I always saw being working class as something to be proud of.  With no framework to label my negative experiences as class-based oppression, I was left assuming that the ways I have been disadvantaged were due to my personality; that it was a “me” thing, not a “working class” thing.

I’m proud of being working class, because my experience taught me that this meant:

  1. Community: Our homes are closer together; we often don’t have detached houses.  We don’t get to opt out of each other’s lives, we can hear what’s going on next door, our kids play together and we have to navigate conflict and disagreements, while still having to live close together.
  2. Honesty: We don’t have all those “airs and graces”, we say it how it is. You know where you are with each other, if someone’s angry, they tell you.  It doesn’t make for serene lives void of conflict, but your friends are your friends and they’re loyal even if they tell you when you’re being an idiot.
  3. Compassion: My brother and I have taken very different paths; he left his working class roots behind as he went to university, becoming a corporate barrister.  He socialises with judges and (I kid you not) celebrates the wonder of Margaret Thatcher. I’ve always had a vague prejudice against middle class people, assuming they are heartless and unable to “get” the reality of poverty.  I have had to address that prejudice in myself, as I have met some awesomely kind and generous posh people.  But there is something about the working class people who’ve come alongside me, who have known what it was to struggle with poverty and disadvantage.  We’re advantaged in the compassion department because we’ve known what it is to struggle and continue to struggle.
  4. Faith: This for me has been the biggest thing.  And it’s not a working class thing per se, but my experience of the intersection between faith and disadvantage.  I became a full-on Jesus follower at the worst time in my life; in a hospital as a single parent with a very sick baby and a traumatised toddler.  I had no home, I had lived on benefits for a number of years.  In a place with nothing and nobody I discovered the awesome grace and provision of God, and I haven’t veered from that in the last ten years.  The greatest blessing for me of being working class is I’ve got nothing to rely on but God. Jesus was right, blessed are the poor!

What I’ve discovered in the last week is that these very aspects of my class identity that I’m most proud of are the things that disadvantage me in middle-class contexts (including church).  People see me in this way:

  1. Community minded Too intense: We shouldn’t be THAT involved in each other’s lives.  There should be distance and space.  We need to be independent of each other, there’s boundaries and appropriateness that must be ADHERED to.
  2. Honest Too impolite: I don’t say things gently enough, with enough prefaces or in a way that doesn’t offend.  I say it as it is, and that’s too much for people to manage.  They need it to be POLITE.
  3. Compassionate Too simplistic: I don’t understand know about complex theories like trickle down economics and so if I’m going to challenge equality, my offering is going to be too simplistic.  When I say that people SHOULDN’T BE POOR, I’m told that it’s much more complicated than that and that my personal experience is always trumped by academic rigour.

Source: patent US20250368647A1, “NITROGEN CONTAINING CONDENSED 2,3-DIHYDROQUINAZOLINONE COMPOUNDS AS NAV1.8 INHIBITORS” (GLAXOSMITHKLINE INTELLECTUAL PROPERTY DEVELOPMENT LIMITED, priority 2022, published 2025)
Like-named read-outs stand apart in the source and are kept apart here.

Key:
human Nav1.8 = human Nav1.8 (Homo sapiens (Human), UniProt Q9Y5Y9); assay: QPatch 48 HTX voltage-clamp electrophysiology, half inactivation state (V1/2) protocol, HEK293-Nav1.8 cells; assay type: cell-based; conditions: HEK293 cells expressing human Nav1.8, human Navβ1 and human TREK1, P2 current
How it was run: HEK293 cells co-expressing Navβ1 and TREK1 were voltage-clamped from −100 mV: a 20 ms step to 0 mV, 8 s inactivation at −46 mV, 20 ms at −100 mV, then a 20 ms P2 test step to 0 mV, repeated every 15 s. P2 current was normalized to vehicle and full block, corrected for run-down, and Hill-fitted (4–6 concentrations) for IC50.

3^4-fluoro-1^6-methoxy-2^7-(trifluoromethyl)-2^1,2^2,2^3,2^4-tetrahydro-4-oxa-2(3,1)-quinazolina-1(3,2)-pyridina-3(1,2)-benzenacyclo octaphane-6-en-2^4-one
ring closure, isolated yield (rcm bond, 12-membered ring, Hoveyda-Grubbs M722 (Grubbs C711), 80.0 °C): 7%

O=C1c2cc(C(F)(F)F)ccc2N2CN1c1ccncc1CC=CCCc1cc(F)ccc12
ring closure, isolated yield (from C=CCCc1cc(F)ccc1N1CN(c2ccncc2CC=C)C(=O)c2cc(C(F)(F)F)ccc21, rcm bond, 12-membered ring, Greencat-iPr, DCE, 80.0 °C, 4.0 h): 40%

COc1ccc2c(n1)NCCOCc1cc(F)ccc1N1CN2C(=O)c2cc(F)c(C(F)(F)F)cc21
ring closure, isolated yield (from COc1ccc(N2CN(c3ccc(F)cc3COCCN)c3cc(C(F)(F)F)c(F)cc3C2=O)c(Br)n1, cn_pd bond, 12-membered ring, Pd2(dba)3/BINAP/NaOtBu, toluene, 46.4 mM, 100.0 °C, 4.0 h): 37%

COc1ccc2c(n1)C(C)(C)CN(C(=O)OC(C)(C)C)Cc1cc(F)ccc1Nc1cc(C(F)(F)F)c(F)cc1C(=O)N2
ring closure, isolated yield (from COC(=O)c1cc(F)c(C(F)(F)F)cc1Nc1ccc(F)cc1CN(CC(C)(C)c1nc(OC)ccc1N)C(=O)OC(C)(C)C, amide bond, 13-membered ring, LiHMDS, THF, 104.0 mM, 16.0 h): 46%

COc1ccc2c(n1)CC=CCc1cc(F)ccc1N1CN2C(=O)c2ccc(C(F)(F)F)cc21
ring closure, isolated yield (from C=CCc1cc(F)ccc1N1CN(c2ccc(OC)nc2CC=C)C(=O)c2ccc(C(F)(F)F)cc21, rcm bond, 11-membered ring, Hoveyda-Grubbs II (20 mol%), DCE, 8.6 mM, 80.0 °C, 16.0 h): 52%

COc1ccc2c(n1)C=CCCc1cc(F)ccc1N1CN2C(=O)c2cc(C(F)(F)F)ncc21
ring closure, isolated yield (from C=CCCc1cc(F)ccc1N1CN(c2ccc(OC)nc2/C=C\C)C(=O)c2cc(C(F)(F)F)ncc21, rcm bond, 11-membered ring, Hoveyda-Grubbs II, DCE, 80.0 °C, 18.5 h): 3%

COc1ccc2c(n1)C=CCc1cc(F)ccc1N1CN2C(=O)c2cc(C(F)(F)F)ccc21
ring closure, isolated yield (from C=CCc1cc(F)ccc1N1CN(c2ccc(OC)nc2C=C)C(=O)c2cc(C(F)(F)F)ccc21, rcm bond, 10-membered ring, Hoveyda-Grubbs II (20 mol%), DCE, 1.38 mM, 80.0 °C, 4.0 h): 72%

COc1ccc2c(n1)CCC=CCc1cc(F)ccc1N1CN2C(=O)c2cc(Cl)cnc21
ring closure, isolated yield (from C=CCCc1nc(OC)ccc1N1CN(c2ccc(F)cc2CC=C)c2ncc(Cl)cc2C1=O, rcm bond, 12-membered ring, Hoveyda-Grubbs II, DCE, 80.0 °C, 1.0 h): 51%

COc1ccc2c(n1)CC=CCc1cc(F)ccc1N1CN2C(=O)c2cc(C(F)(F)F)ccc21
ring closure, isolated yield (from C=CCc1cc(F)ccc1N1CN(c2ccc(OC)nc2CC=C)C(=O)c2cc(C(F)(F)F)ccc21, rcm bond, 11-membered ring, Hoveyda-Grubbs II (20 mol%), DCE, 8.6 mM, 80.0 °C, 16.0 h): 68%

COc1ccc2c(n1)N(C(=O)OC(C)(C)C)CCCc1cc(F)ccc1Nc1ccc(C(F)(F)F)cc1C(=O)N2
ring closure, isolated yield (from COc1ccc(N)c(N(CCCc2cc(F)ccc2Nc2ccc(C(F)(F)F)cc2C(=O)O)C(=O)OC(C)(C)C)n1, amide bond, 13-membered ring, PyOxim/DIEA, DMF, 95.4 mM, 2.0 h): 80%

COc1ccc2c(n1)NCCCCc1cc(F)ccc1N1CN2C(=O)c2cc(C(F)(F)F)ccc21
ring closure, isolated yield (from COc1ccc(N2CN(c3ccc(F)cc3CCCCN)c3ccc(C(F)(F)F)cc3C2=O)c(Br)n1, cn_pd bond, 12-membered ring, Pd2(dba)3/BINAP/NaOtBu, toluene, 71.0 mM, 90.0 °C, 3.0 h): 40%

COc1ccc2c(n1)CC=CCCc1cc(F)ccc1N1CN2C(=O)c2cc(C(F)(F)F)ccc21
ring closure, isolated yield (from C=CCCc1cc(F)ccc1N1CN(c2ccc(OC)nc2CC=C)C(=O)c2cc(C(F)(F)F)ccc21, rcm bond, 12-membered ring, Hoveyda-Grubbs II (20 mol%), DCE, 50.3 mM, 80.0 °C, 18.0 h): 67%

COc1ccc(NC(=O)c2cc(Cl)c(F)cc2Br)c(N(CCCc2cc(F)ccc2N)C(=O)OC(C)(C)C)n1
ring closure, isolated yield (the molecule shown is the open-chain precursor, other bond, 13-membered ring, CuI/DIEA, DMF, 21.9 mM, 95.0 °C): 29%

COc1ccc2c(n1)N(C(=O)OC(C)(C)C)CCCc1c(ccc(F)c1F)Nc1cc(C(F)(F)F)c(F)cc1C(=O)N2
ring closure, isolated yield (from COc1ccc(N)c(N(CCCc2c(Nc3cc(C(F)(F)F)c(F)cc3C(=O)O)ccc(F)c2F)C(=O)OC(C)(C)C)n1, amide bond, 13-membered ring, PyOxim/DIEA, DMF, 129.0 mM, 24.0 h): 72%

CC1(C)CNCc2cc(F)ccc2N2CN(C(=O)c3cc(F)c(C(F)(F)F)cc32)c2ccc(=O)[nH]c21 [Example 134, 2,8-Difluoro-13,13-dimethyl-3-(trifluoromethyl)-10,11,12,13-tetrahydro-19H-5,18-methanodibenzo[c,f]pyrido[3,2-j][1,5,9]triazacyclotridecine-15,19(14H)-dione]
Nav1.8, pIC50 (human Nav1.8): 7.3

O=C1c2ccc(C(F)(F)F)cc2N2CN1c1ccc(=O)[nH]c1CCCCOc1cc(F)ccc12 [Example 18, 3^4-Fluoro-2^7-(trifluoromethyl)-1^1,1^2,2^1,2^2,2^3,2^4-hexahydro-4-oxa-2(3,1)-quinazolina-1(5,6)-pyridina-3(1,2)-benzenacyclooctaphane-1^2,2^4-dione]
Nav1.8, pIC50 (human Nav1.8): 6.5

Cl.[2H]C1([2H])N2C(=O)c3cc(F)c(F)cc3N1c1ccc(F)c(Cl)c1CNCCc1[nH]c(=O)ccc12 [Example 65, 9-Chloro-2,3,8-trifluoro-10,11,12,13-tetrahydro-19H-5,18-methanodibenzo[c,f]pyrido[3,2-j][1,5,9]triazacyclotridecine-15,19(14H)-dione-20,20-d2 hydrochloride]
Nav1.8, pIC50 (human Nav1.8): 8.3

4. Faithful Too stupid: A couple of years ago Stephen Fry used the example of a fly that burrows into a child’s eye as justification that God can’t be real.  Yet we find that the children and families who actually have dealt with the burrowing eye fly are more likely to believe in a loving God than Stephen Fry is.  Because when you have nothing, God can become real very quickly.

I read Maya Angelou’s I Know Why The Caged Bird Sings in the summer and in it she ponders this: “I find it interesting that the meanest life, the poorest existence is attributed to God’s will, but as human beings become more affluent, as their living standard and style begin to ascend in material scale, God descends the scale of responsibility at commensurate speed.”

The big difference between middle class and working class people is that for many, there is a Middle Class Cushion. When working class people fall, there is no cushion to catch us.  There’s no spare room in our parent’s house to sleep in, no trust fund, nothing.  And the lack of that Middle Class Cushion affects all aspects of our life.  The risks we can take, the choices we make, the careers we embark on.  For working class people, even if we get a good job or embark on a career that will give us security, we are still plagued by the risks associated with not having a Middle Class Cushion.

The decisions we make and the risks we do or don’t take, the way we spend our money and the priorities we have are, I’ve often felt, judged as stupid or primitive by people with a Middle Class Cushion.  Well, I don’t want to be judged anymore.


Written by Natalie Collins

Natalie Collins set up Spark and is an independent consultant working to prevent and respond to violence against women and enable others to do the same. She is also the Creator of DAY (www.dayprogramme.org), an innovative youth domestic abuse education programme. She speaks and trains on understanding and ending domestic abuse and other gender related issues nationally and internationally.

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